It is entrenched with history, photogenic as heck and constantly changing form with each passing year. No, we’re not talking about the Outer Banks; all these qualities apply to the herd of wild Colonial Spanish Mustangs of Corolla. These horses share a lot of similarities with the Outer Banks. Their history is deeply rooted, they are beautiful, natural figures on the East Coast and, it bears repeating, photogenic as heck. And just like these barrier islands, the herd constantly changes form with each passing year.
The Corolla Wild Horse Fund (CWHF) monitors the herd, striving “to protect, conserve and responsibly manage the herd of wild Colonial Spanish Mustangs,” as stated in their mission statement. The horses frequent the least developed portion of the northern Outer Banks – above where the paved road ends in Corolla up to the Virginia state line border. They also operate the Corolla Wild Horse Museum, which documents the herd’s history since their Outer Banks origins in the 16th century and offers interactive programs to enhance the public’s education and appreciation for the herd.
The Fund’s duties go beyond museum management. Much of the staff’s time and energy focuses on protecting the animals from manmade hazards, such as housing development, vehicular traffic and inappropriate interactions between people and the horses. Their work often includes tending to injured or sick horses and recovering horses that wander past the fences that run from surf to sound on the south and north end of this 11 and a half-mile area. These responsibilities are challenging enough on their own; add the horses’ untamed behavior into the equation, and you see why protecting them is a 24/7 job for the Fund’s staff.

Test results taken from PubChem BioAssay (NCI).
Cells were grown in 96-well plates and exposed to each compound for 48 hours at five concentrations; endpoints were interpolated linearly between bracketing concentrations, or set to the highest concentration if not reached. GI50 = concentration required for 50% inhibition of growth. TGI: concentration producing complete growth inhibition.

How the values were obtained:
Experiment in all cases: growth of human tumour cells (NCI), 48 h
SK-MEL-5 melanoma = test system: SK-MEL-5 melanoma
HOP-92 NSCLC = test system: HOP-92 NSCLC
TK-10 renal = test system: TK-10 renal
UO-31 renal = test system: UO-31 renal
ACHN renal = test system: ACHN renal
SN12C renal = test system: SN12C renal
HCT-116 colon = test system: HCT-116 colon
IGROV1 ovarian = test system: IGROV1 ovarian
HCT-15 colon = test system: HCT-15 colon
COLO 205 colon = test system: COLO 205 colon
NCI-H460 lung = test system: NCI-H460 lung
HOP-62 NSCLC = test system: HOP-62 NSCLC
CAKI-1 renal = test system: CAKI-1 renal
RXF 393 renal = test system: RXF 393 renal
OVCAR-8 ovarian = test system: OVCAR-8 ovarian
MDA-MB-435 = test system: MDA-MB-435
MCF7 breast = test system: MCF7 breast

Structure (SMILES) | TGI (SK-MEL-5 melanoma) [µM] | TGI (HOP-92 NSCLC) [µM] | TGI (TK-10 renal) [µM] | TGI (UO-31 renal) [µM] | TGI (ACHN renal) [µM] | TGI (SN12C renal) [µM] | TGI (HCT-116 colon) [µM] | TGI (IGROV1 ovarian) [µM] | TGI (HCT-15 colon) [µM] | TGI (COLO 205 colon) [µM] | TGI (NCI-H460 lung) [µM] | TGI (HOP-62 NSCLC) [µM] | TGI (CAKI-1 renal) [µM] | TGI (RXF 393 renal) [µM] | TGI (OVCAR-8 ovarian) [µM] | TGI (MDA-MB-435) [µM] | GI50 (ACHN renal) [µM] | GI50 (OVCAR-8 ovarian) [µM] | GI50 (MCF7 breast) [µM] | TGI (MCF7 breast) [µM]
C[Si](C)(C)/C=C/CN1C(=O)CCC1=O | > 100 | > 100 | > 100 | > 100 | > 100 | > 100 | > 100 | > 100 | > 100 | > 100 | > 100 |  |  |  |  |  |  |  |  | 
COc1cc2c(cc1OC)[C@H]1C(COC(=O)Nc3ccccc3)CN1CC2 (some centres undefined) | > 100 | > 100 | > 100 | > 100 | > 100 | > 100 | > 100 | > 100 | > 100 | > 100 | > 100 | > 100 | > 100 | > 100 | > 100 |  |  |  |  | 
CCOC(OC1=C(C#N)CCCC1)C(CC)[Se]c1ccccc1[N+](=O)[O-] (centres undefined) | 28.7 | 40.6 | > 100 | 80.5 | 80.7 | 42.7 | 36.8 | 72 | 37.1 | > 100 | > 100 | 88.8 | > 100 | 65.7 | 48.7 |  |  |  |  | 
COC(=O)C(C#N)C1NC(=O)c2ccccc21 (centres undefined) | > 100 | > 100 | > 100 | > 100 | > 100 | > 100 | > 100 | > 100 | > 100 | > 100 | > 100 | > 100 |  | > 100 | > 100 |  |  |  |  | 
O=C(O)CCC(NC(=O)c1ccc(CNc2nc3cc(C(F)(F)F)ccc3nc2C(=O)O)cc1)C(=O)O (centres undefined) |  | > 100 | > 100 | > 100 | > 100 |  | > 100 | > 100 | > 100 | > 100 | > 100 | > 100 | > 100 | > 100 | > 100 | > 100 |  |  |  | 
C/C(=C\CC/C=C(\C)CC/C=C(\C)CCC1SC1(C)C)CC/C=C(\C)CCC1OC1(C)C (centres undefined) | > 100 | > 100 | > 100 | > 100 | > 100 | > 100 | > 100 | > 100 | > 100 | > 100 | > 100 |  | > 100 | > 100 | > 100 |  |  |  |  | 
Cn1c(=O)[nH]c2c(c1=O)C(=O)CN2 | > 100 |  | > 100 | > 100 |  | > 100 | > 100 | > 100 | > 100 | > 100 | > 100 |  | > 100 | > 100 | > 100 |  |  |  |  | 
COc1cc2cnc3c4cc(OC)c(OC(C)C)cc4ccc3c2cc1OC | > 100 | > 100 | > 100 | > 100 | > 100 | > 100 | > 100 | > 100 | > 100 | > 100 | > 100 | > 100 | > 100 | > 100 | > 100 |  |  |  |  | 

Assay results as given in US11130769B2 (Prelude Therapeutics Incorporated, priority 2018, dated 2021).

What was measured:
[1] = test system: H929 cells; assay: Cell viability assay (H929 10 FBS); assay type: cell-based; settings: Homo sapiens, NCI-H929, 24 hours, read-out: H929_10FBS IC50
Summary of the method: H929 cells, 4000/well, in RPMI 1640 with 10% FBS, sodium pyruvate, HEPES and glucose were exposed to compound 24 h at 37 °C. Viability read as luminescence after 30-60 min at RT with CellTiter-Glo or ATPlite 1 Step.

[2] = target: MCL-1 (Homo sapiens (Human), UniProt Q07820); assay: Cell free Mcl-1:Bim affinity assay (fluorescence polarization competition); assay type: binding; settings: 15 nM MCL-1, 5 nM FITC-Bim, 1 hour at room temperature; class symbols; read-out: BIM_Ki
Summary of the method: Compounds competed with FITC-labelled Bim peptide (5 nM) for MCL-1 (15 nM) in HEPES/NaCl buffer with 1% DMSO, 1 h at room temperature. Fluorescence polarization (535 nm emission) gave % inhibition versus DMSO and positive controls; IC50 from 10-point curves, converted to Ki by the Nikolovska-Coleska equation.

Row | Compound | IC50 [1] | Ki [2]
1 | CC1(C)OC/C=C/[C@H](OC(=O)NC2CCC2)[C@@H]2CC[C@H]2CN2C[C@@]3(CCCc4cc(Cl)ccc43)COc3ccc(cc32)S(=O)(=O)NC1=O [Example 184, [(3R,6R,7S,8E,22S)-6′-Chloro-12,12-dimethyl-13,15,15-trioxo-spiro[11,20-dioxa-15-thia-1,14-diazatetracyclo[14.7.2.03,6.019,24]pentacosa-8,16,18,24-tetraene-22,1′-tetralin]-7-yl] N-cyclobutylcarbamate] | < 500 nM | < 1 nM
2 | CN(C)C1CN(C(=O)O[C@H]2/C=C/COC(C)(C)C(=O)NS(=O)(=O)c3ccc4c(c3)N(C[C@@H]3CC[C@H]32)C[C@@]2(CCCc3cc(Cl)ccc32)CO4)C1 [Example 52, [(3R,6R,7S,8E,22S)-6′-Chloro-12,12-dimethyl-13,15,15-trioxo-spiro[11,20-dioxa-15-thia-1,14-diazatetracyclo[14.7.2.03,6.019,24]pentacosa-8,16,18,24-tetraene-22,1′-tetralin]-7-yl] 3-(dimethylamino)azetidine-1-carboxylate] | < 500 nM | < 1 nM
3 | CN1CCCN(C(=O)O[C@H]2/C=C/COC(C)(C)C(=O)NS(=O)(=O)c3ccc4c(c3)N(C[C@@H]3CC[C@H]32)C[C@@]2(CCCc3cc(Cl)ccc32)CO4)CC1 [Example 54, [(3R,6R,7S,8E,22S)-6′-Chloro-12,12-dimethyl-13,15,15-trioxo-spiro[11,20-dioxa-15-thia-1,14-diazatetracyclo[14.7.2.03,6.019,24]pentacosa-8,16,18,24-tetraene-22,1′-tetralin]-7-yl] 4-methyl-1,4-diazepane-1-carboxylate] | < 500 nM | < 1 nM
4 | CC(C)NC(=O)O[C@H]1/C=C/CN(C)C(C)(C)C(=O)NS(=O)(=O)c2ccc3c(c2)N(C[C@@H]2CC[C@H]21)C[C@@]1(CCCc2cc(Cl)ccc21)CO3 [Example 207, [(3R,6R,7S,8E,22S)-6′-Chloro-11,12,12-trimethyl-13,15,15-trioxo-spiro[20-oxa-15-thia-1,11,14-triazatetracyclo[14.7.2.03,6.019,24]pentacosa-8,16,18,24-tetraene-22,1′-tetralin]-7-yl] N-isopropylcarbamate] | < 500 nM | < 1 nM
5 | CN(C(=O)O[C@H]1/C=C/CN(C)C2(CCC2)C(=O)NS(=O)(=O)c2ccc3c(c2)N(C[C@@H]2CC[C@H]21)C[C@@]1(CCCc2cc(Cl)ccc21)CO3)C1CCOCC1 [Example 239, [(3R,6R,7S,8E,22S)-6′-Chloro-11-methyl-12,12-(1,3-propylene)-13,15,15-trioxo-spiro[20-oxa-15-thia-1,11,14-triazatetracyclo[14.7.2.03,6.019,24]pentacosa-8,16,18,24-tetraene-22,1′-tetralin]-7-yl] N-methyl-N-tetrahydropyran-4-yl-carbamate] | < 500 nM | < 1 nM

The Corolla wild horses are naturally curious and sometimes stubborn in their ways. These characteristics don’t always bode well with the increasing amount of people and development in Corolla and the northernmost community on the 4X4 area, Carova. When wild horses become too accustomed to people and begin approaching them, the situation may turn dangerous for both humans and the horse. If the Fund grows concerned that particular horses’ mischievous behavior may pose a danger to themselves or others, the staff will intervene – for the good of the horse and the herd as a whole.
For one stallion named Ducky and his harem, this was a recurring case for almost half of 2018. In January of that year, CWHF began receiving calls about a group of horses that made their way around the northern barrier fence and into False Cape State Park in Virginia. Initially, the Fund had hopes that this situation was just a one-time adventure or that they could persuade the harem to discontinue this behavior and stay within the parameters of the fencing. Over the next five months, however, it grew evident the horses were establishing patterns and territory in Virginia. This left the Fund with no choice but to have the six horses, a stallion with four mares and a yearling colt, removed and re-homed at the Fund’s rehabilitation facility, the Betsy Dowdy Equine Center, on the Currituck mainland.
Jo Langone, chief operating officer of the Corolla Wild Horse Fund, cites this event along with another in the fall of 2017 as two that significantly increased the number of horses residing under their care at the rehab facility. Up until that time, the Fund usually cared for five or fewer horses in various stages of rehabilitation at any given time. However, by mid-2018 there were 18 horses. For perspective, that number comes close to 20 percent of the entire estimated Corolla wild horse population.